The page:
SURVEY THE SITE
There are many types of surveys, but the most relevant ones to us permaculturists are topographical surveys that identify levels and locate land features. In this implementation guide, we’ll focus on identifying the most critical item in permaculture water-management systems – the contours.
When you need to survey your site and mark contour lines you have both high-tech and low-tech options at your disposal. Which one you’ll use depends upon your expertise, your budget and the size of the project.
The high-tech option, the laser level, is highly accurate, but it’s not cheap to buy and it requires some technical skill. However, when you need to do a big job and quickly mark out a large area just by yourself or when you’re working with an earth-moving machine this is the preferred option. If you can’t buy it consider hiring it for the duration of the job.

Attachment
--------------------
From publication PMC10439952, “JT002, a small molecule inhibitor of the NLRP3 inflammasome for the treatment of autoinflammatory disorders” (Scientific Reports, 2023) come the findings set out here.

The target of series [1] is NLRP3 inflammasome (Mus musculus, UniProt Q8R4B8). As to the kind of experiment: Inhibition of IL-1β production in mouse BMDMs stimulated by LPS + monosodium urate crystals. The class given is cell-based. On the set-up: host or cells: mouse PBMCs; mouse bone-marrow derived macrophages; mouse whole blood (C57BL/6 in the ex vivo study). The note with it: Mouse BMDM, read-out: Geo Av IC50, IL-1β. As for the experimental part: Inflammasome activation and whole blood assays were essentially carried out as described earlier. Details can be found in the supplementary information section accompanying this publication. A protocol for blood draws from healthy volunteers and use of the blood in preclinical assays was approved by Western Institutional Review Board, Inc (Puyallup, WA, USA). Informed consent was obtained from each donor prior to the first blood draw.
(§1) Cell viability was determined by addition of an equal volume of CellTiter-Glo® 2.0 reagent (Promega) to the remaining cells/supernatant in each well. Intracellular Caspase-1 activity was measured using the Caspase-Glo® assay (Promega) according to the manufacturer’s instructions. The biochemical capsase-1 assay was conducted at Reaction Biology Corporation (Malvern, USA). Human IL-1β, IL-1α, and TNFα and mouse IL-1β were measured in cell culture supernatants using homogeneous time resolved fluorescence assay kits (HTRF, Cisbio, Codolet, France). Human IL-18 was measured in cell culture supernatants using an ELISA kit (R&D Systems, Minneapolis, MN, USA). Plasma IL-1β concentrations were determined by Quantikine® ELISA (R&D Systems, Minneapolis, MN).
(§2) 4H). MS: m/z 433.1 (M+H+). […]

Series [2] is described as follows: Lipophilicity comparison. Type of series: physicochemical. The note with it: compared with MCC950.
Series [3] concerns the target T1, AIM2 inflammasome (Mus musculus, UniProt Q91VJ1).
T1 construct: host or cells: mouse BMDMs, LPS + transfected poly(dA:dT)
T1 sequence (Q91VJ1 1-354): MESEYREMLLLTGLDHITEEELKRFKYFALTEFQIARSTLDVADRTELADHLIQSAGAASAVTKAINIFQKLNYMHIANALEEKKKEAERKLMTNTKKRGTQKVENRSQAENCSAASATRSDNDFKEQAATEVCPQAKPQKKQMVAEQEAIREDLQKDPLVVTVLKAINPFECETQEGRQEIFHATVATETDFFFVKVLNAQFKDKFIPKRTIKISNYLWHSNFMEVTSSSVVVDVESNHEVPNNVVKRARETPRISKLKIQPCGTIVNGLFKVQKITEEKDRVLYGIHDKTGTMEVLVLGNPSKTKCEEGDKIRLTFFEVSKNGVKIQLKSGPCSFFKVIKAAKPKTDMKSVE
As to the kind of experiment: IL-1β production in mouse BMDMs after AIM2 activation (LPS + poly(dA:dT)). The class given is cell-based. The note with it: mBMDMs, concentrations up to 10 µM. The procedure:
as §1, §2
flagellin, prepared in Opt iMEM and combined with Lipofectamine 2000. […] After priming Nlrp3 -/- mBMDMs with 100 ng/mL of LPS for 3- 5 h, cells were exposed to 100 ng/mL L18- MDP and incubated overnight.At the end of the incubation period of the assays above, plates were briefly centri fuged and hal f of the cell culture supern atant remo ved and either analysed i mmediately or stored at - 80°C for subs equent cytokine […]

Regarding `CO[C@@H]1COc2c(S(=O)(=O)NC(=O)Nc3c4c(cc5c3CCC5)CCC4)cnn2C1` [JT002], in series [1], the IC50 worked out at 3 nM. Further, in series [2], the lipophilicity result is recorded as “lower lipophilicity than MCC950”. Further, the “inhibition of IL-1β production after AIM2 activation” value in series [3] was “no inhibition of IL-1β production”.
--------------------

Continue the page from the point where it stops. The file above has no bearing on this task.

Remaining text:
The low-tech option, an A-frame, is a simple, yet also effective, tool for the job. It won’t cost you much, you can build it yourself from almost any wood you have lying around, and it can be quite accurate if used correctly.
You probably won’t be using an A-frame while you’re working with an earth-moving machine, but for marking your contours on the cheap it’s a perfect tool for smaller projects. It does, however, necessitate a little more time to do the job.
Constructing and Using an A-frame
An A-frame is just three pieces of wood nailed together in the shape of a capital letter A and a length of string with a weight to hold the string down. Anyone can build an A-frame in one afternoon for less than $20, all you need is a few basic tools, materials and some free time.
What you’ll need? low-tech/low-cost option
- Three pieces of lumber
- A tape measure
- Some screws
- Some string and a large screw or something similar to act as a “plumb bob” OR a small plastic carpenter’s level
- Tools: hand saw, drill and bits, screwdriver